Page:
By Jennifer Kotila
HOWARD LAKE, MN Due to residents’ complaints regarding trains blaring their horns for the 13th Avenue crossing, the Howard Lake City Council authorized a quiet zone feasibility report.
The report was presented to the council at a workshop Dec. 6 by city engineer Barry Glienke.
Currently, the crossing is being considered for upgrades by Burlington Northern Sante Fe (BNSF), which include gates, warning bells and lights, and improvements to the crossing surface.
The city will be able to piggyback with the railroad if it decides to proceed with any of the improvements that would meet quiet zone requirements, noted Glienke.
In order for a railroad crossing to qualify as a quiet zone, it must fall below the risk index set by the Federal Railroad Administration.
With the addition of crossing gates by BNSF, the crossing would meet one condition for creating a quiet zone, and would fall below the risk index, Glienke said.
However, using this method, the crossing must be evaluated on a yearly basis to make sure it remains below the risk index, and several factors could change its status, Glienke noted.
Glienke did not consider this a practical option for the city, due to the potential for termination of the quiet zone from year to year, according to the report.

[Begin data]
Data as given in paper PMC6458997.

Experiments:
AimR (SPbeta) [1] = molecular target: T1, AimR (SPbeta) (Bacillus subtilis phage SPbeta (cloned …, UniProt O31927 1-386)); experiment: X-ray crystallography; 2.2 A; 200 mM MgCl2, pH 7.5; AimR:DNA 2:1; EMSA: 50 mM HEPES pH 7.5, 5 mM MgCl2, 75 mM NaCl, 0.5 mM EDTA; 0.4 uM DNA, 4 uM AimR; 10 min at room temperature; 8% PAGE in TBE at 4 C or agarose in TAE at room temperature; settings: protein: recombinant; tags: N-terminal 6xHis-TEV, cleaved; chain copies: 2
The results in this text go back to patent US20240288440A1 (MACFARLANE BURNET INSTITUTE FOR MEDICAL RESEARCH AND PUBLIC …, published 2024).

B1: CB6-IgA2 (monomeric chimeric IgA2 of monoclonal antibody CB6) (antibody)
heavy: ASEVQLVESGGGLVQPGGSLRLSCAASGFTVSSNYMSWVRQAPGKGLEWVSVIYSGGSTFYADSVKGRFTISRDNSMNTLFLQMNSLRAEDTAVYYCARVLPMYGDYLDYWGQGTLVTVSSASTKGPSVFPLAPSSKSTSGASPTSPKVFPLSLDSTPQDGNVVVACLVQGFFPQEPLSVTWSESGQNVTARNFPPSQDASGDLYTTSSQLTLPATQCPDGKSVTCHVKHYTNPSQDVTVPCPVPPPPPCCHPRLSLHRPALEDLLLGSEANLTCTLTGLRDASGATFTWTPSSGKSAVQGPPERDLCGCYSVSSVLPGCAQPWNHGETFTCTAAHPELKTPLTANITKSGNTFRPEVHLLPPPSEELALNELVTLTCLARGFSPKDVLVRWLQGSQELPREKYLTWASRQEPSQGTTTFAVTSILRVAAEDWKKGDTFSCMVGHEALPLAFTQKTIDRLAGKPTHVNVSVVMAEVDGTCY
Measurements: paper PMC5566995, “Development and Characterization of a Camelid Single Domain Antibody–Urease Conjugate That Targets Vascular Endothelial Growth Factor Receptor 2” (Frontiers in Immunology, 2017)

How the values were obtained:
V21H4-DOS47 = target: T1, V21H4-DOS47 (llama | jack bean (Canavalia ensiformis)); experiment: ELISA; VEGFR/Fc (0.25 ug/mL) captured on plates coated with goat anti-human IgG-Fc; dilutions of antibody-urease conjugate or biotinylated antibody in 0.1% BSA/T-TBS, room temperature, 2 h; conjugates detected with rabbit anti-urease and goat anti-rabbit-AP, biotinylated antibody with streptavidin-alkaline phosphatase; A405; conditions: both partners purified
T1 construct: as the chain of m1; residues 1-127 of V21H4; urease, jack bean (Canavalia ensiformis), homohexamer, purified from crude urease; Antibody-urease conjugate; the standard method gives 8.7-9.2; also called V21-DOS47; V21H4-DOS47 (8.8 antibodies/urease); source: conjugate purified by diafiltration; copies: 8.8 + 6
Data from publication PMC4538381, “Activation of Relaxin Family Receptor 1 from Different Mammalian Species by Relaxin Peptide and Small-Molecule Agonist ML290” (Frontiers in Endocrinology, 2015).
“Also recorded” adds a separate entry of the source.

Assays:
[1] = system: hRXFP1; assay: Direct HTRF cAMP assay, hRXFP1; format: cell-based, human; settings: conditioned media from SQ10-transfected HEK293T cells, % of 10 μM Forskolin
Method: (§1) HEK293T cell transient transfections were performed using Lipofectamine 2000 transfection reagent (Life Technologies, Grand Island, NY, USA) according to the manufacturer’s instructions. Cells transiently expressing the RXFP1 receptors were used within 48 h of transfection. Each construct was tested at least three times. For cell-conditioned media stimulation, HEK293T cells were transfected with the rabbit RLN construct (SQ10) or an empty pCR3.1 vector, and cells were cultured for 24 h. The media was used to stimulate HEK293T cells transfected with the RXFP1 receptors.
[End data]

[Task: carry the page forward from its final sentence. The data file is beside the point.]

Glienke therefore suggested the city consider several options to install supplemental safety measures at the crossing to bring it below the “risk index with horns.”
This would allow the crossing to permanently be a quiet zone, and would be the safest and most logical option for creating a quiet zone, according to Glienke.
Glienke also provided cost estimates for the project, along with the city’s share of the cost, for each option.
Options one and two include installing four-quadrant gates at the crossing, which are two gates set directly across from each other blocking traffic the full width of the crossing.
The first option leaves the street leading to the crossing as a gravel surface, while option two includes a bituminous street surface.
Option three also includes a four-quadrant gate system, but widens the road to 39 feet, adding curb and gutter to match the existing street to the south.
The fourth option includes installation of non-traversable medians extending 60 feet to the south, and 100 feet to the north.
It also includes widening the street to 39 feet and adding curb and gutter.
This option would require closing the adjacent intersections north and south of the crossing, as well as narrowing the driveway to the south.
In consideration of the four options, the council should keep in mind that for the four-quadrant gate system, BNSF requires a minimum yearly maintenance fee of approximately $10,000, Glienke noted.
Also, each of the options includes replacing the culverts north and south of the crossing, which is necessary to provide adequate drainage.
The estimated costs of the four options range from $496,360 to $629,950, with option one and four being the least costly, and option three the most.
The estimated cost to the city would be between $196,360 and $329,950, depending onwhich option was chosen.
A final decision about the railroad quiet zone will be made at a future council meeting.